Alan Jackson, Jerry Reed and songwriter Don Schlitz are this year’s inductees into the Country Music Hall of Fame.
Hall of Fame member Vince Gill hosted the announcement ceremony Wednesday morning (April 5) at the Country Music Hall of Fame and Museum in downtown Nashville. Jackson, Reed and Schlitz will be formally inducted during the Hall of Fame’s annual Medallion Ceremony later this year.
At age 58, Jackson was elected in the modern era artist category. Still a successful recording artist and a major concert headliner, the Georgia native’s lengthy list of hits include “Here in the Real World,” “Chasin’ That Neon Rainbow,” “Don’t Rock the Jukebox,” “Midnight in Montgomery,” “She’s Got the Rhythm (And I Got the Blues),” “Chattahoochee” “Livin’ on Love,” “Gone Country and “It’s Five O’Clock Somewhere.” “Where Were You (When the World Stopped Turning),” his reflection on the 9/11 attacks, resulted in a Grammy for best country song and also single and song of the year honors at the CMA Awards.
Elected in the veterans era artist category, the late Jerry Reed had a wide-ranging career that took the Georgia native from the recording studios of Atlanta and Nashville to a side career in movies and television. Regarded as one of the most original guitar stylists in the history of country music, he was working as a studio musician in Nashville while attempting to launch his own recording career when Elvis Presley recorded Reed’s “Guitar Man.” Unable to capture the sound of Reed’s original recording, he was called in to play on Presley’s recordings of “Guitar Man” and another Reed composition, “U.S. Male.” Reed was a two-time winner of the CMA’s instrumentalist of the year award.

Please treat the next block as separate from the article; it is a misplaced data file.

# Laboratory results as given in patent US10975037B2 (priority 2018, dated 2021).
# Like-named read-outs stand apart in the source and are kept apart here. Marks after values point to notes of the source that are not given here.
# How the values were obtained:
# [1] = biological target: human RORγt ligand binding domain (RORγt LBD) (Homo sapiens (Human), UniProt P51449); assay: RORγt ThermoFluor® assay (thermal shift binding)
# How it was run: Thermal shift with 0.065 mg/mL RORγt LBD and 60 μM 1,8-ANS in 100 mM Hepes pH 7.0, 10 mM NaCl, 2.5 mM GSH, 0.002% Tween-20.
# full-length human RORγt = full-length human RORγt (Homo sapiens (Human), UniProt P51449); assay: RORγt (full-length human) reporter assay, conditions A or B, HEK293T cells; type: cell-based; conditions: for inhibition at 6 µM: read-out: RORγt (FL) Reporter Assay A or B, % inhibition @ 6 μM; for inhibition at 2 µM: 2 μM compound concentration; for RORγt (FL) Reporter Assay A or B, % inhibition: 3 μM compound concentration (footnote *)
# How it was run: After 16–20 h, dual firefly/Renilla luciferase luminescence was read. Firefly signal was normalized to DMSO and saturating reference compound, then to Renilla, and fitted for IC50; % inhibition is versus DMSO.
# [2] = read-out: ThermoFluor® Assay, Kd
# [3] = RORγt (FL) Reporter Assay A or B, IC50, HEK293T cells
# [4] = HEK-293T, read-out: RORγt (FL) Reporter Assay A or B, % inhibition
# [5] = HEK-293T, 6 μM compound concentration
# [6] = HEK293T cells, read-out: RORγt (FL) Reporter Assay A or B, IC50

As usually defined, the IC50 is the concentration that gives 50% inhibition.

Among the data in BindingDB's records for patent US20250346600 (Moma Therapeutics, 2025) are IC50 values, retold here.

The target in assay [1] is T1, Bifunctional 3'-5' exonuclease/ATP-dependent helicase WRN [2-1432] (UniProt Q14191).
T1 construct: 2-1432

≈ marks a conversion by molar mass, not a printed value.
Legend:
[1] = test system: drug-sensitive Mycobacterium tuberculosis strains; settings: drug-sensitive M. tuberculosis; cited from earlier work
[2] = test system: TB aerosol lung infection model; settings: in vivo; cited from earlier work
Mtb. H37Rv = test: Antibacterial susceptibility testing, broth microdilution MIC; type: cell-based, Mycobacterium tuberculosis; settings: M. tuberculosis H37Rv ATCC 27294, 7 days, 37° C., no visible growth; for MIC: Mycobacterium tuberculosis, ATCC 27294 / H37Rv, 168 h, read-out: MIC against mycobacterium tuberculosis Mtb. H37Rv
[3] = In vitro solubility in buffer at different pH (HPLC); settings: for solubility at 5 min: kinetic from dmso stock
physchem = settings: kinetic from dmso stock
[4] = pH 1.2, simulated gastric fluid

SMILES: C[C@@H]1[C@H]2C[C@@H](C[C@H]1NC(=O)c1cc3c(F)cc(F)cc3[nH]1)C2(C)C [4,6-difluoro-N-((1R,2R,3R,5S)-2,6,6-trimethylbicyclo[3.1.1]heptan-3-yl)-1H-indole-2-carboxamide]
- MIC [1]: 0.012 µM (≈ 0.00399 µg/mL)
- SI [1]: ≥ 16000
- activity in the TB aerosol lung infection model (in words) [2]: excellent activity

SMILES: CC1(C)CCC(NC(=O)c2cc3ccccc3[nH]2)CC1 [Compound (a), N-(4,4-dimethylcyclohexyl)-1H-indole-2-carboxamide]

Reed later became a regular on The Glen Campbell Good Time Hour TV series and scored major hits, including “Amos Moses,” “When You’re Hot, You’re Hot, “East Bound and Down,” “Lord, Mr. Ford” and “She Got the Goldmine (I Got the Shaft).” He also co-starred with Burt Reynolds in the film W.W. and the Dixie Dancekings and three separate Smokey and the Bandit features. His last major film role was in Adam Sandler’s The Waterboy in 1998.
Reed died in 2008 at age 71 after being diagnosed with emphysema in 2008.
Schlitz, 62, who will be inducted in the songwriter category, remains one of Nashville’s most prolific and respected composers. His credits include Kenny Rogers’ “The Gambler,” Randy Travis’ “On the Other Hand” and “Forever and Ever, Amen,” Alison Krauss’ “When You Say Nothing at All” and Mary Chapin Carpenter’s “He Thinks He’ll Keep Her.”
Born in North Carolina, Schlitz has won two Grammys and is a three-time recipient of the CMA song of the year award. His membership in the Country Music Hall of Fame follows his induction into the Nashville Songwriters Association Hall of Fame in 1993 and the national Songwriters Hall of Fame.